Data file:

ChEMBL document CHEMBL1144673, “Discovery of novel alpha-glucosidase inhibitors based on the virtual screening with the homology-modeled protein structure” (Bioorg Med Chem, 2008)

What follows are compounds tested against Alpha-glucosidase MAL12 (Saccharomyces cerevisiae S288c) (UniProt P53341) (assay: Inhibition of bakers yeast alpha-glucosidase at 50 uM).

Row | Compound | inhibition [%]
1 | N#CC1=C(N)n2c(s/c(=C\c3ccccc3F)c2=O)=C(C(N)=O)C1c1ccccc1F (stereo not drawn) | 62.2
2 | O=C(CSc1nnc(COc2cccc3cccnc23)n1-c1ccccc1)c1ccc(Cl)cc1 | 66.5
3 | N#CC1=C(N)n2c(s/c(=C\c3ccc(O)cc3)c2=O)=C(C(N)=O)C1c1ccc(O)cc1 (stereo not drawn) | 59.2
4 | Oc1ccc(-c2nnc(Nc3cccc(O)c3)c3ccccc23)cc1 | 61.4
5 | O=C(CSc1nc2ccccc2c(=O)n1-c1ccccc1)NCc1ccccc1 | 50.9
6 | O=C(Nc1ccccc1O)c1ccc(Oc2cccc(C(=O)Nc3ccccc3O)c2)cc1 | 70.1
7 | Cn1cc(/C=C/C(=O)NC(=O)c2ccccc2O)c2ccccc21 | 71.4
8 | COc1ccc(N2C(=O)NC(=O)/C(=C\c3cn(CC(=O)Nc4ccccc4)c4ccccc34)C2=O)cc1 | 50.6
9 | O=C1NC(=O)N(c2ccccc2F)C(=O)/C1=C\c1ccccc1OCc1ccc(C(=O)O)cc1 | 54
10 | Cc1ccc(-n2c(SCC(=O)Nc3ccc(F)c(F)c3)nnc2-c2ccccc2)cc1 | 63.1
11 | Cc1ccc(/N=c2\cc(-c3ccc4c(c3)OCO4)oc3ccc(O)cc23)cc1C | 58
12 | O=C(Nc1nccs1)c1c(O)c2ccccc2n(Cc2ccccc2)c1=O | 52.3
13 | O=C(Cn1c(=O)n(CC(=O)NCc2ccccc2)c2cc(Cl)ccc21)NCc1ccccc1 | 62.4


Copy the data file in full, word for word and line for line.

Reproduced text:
ChEMBL document CHEMBL1144673, “Discovery of novel alpha-glucosidase inhibitors based on the virtual screening with the homology-modeled protein structure” (Bioorg Med Chem, 2008)

What follows are compounds tested against Alpha-glucosidase MAL12 (Saccharomyces cerevisiae S288c) (UniProt P53341) (assay: Inhibition of bakers yeast alpha-glucosidase at 50 uM).

Row | Compound | inhibition [%]
1 | N#CC1=C(N)n2c(s/c(=C\c3ccccc3F)c2=O)=C(C(N)=O)C1c1ccccc1F (stereo not drawn) | 62.2
2 | O=C(CSc1nnc(COc2cccc3cccnc23)n1-c1ccccc1)c1ccc(Cl)cc1 | 66.5
3 | N#CC1=C(N)n2c(s/c(=C\c3ccc(O)cc3)c2=O)=C(C(N)=O)C1c1ccc(O)cc1 (stereo not drawn) | 59.2
4 | Oc1ccc(-c2nnc(Nc3cccc(O)c3)c3ccccc23)cc1 | 61.4
5 | O=C(CSc1nc2ccccc2c(=O)n1-c1ccccc1)NCc1ccccc1 | 50.9
6 | O=C(Nc1ccccc1O)c1ccc(Oc2cccc(C(=O)Nc3ccccc3O)c2)cc1 | 70.1
7 | Cn1cc(/C=C/C(=O)NC(=O)c2ccccc2O)c2ccccc21 | 71.4
8 | COc1ccc(N2C(=O)NC(=O)/C(=C\c3cn(CC(=O)Nc4ccccc4)c4ccccc34)C2=O)cc1 | 50.6
9 | O=C1NC(=O)N(c2ccccc2F)C(=O)/C1=C\c1ccccc1OCc1ccc(C(=O)O)cc1 | 54
10 | Cc1ccc(-n2c(SCC(=O)Nc3ccc(F)c(F)c3)nnc2-c2ccccc2)cc1 | 63.1
11 | Cc1ccc(/N=c2\cc(-c3ccc4c(c3)OCO4)oc3ccc(O)cc23)cc1C | 58
12 | O=C(Nc1nccs1)c1c(O)c2ccccc2n(Cc2ccccc2)c1=O | 52.3
13 | O=C(Cn1c(=O)n(CC(=O)NCc2ccccc2)c2cc(Cl)ccc21)NCc1ccccc1 | 62.4